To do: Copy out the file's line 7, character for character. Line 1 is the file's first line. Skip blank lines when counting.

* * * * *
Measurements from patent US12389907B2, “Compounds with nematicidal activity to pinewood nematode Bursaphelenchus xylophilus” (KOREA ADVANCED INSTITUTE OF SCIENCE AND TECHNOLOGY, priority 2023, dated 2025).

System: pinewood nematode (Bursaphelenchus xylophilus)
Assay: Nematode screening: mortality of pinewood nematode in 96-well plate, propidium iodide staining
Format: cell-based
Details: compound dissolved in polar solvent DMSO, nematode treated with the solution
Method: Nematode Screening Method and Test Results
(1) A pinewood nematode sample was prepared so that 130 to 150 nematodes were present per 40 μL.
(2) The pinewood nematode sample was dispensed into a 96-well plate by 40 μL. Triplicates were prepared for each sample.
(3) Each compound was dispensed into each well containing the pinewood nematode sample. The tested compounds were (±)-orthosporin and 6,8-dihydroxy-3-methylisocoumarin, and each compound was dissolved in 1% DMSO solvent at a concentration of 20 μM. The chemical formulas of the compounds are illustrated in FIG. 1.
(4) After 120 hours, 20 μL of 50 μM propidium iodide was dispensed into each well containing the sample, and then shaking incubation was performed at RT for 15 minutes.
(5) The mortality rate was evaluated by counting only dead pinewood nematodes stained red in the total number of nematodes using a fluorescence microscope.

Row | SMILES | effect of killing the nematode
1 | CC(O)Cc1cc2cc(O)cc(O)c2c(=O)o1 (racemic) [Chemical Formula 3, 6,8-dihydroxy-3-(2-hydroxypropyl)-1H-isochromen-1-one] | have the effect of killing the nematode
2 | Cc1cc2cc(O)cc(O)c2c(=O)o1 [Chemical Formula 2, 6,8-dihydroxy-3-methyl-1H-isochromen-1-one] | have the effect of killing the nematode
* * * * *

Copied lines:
(1) A pinewood nematode sample was prepared so that 130 to 150 nematodes were present per 40 μL.